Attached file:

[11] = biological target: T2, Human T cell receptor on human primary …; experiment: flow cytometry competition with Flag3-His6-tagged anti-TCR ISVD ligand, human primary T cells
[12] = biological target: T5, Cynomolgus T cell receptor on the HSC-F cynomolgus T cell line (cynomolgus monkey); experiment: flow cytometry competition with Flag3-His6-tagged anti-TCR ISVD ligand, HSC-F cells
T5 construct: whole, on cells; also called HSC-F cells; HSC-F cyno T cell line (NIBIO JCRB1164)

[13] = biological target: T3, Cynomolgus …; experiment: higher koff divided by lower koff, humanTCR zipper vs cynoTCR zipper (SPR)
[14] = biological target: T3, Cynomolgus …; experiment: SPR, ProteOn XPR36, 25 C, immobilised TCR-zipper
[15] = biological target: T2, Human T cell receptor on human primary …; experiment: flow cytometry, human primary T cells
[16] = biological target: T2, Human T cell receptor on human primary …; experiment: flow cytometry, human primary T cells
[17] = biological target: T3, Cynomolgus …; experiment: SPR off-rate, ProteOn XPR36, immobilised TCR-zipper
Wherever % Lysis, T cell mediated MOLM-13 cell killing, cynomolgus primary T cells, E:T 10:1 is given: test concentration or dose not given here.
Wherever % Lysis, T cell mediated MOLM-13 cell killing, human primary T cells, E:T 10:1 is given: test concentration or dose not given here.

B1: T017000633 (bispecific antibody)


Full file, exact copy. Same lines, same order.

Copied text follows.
[11] = biological target: T2, Human T cell receptor on human primary …; experiment: flow cytometry competition with Flag3-His6-tagged anti-TCR ISVD ligand, human primary T cells
[12] = biological target: T5, Cynomolgus T cell receptor on the HSC-F cynomolgus T cell line (cynomolgus monkey); experiment: flow cytometry competition with Flag3-His6-tagged anti-TCR ISVD ligand, HSC-F cells
T5 construct: whole, on cells; also called HSC-F cells; HSC-F cyno T cell line (NIBIO JCRB1164)

[13] = biological target: T3, Cynomolgus …; experiment: higher koff divided by lower koff, humanTCR zipper vs cynoTCR zipper (SPR)
[14] = biological target: T3, Cynomolgus …; experiment: SPR, ProteOn XPR36, 25 C, immobilised TCR-zipper
[15] = biological target: T2, Human T cell receptor on human primary …; experiment: flow cytometry, human primary T cells
[16] = biological target: T2, Human T cell receptor on human primary …; experiment: flow cytometry, human primary T cells
[17] = biological target: T3, Cynomolgus …; experiment: SPR off-rate, ProteOn XPR36, immobilised TCR-zipper
Wherever % Lysis, T cell mediated MOLM-13 cell killing, cynomolgus primary T cells, E:T 10:1 is given: test concentration or dose not given here.
Wherever % Lysis, T cell mediated MOLM-13 cell killing, human primary T cells, E:T 10:1 is given: test concentration or dose not given here.

B1: T017000633 (bispecific antibody)